Thu. Jul 18th, 2024

Niger has forced the United States to end its military cooperation and begin withdrawing troops from the country, raising questions about new shifts in international relations in Northwest Africa.

The move comes a few days after Niger received its first batch of Russian military equipment, as part of expanding security cooperation with Moscow, coinciding with news of Niger’s intention to supply Iran with uranium.

Demonstrations began to erupt in the streets of the capital, Niamey, where demonstrators demanded the departure of US forces stationed in the north of the country, after Niger’s ruling military council announced the suspension of the military cooperation agreement with the United States, which has been in force since 2012.

In response to the pressure, Pentagon spokesman Pat Ryder confirmed that the United States had begun talks with Niger to discuss the withdrawal of its troops from the country, and that it would send a delegation to outline the details of that withdrawal.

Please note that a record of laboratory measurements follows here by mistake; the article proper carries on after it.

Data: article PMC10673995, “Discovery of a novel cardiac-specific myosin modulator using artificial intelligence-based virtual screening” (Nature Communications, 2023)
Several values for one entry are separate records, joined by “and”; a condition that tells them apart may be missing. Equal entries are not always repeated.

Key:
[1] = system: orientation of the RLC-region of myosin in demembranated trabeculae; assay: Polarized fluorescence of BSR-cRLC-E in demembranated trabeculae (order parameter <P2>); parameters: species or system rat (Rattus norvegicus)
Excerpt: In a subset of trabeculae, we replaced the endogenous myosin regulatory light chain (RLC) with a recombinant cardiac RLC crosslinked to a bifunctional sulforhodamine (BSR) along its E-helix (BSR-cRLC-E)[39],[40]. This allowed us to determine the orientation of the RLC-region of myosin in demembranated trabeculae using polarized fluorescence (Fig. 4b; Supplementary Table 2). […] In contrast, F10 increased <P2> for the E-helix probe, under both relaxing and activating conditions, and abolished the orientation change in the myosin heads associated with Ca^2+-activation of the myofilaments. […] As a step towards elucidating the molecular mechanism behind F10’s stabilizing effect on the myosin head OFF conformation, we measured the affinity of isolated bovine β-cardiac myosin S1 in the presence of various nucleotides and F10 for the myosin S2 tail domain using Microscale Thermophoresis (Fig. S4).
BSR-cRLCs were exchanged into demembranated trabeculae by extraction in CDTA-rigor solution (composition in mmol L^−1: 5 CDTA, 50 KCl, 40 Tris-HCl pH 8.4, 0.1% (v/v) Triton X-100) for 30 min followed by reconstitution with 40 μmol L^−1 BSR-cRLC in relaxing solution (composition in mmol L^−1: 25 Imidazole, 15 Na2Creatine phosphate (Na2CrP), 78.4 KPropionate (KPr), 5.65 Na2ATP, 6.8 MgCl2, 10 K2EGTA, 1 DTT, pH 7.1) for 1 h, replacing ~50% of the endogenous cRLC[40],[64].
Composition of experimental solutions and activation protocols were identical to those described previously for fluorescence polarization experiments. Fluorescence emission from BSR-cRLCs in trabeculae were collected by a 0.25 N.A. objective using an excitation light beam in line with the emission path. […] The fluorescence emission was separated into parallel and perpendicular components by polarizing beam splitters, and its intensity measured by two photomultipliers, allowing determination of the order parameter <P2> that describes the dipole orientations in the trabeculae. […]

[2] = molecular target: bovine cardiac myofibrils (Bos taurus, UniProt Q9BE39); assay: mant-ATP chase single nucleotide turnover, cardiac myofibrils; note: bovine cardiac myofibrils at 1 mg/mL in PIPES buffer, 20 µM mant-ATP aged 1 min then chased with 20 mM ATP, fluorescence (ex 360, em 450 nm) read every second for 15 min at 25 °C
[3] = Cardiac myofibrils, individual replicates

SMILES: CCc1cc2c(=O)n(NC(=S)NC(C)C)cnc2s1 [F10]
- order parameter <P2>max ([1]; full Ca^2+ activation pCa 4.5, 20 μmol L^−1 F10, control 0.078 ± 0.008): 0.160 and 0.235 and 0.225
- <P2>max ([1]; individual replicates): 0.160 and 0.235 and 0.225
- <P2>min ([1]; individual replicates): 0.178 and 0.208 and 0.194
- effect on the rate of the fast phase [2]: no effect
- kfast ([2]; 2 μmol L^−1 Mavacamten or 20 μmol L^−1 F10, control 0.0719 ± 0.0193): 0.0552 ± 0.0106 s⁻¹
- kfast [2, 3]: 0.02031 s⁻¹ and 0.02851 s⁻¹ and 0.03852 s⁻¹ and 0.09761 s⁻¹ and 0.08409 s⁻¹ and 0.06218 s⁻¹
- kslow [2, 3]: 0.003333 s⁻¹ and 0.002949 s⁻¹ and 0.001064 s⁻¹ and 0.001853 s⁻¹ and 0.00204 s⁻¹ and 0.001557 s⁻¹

“The US Ambassador to Niger, Kathleen Fitzgebour, and Major General Kim Ekman, representative of the U.S. Forces Africa Command, will meet on April 25 with representatives of the authorities in Niamey to begin discussing the orderly and responsible withdrawal of U.S. forces from Niger,” the State Department said in a statement.

With the United States having a large drone base near Agadez in Niger costing $100 million to build, this potential withdrawal signals major changes in security and political affairs in the region.

Since the military council came to power on July 26, 2023, the council, led by General Abderrahmane Tiani, has prioritized the issue of reviewing military cooperation agreements with several countries, as it ended his country’s cooperation with France and the last French soldiers left Niger at the end of last December.

German Newspaper: Sanctions Failed to Harm Russia’s Aviation Industry

Related Post